Talk:Edwin Thompson Jaynes
|WikiProject Biography / Science and Academia||(Rated Stub-class)|
|WikiProject Physics / Biographies||(Rated C-class, Mid-importance)|
This: "He was one of the first to interpret probability theory as an extension of Aristotelian logic" seems to be wrong. Probability theory as logic was an old idea even when Jaynes started writing on this subject in (I presume) the 50's. It's present in Boole (whom Jaynes criticizes) in the 19th century (and possibly in de Morgan, I would have to check), and it is explicitly the view of Keynes (who was the main inspiration for Richard Cox, who is one of the main inspirations for Jaynes). It's better the just state that this was how he approached probabilities. It wasn't a new idea (although Jaynes certainly makes it sound as though it was). 22.214.171.124 (talk) 18:28, 17 July 2009 (UTC)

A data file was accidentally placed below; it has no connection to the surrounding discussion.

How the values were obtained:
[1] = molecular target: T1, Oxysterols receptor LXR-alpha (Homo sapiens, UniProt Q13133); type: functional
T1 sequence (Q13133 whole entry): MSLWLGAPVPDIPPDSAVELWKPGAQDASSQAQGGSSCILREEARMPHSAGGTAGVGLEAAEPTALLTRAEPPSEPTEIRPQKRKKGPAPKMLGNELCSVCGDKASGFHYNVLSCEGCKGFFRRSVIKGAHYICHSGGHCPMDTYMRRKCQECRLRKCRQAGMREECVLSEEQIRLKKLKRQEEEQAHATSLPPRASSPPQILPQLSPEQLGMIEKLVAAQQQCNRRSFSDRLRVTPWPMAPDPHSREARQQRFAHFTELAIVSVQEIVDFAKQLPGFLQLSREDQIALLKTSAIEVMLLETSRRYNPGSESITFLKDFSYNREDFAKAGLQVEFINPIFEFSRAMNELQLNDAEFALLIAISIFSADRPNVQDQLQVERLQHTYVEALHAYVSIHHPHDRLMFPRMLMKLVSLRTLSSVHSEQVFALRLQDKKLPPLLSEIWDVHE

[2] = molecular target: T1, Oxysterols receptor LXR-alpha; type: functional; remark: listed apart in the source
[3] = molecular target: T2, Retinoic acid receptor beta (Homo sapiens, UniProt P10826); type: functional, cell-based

The last few lines of this article seem to be rather POV:
"His last book Probability Theory: The Logic of Science gathers together multiple threads of modern thinking regarding Bayesian probability and statistical inference, tying them into a powerful and coherent whole.
"He also illuminates the inconsistencies, inefficiencies and limitations of other techniques, but builds his argument on comparison of results, side-stepping the rhetoric that has mired such discussion in the past. "
Might they be improved by dumping the last paragraph, and the last statement of the previous one? Ben Cairns 23:11, 14 Nov 2003 (UTC)
- I should prefer that they be rephrased for neutrality. The sentences in question certainly describe what Jaynes tried to do. The question of his success is, of course, a matter of opinion. -- Cyan 23:16, 14 Nov 2003 (UTC)
- Good point. Done, I think. Ben Cairns 00:29, 15 Nov 2003 (UTC)
- Very nice. -- Cyan 02:57, 15 Nov 2003 (UTC)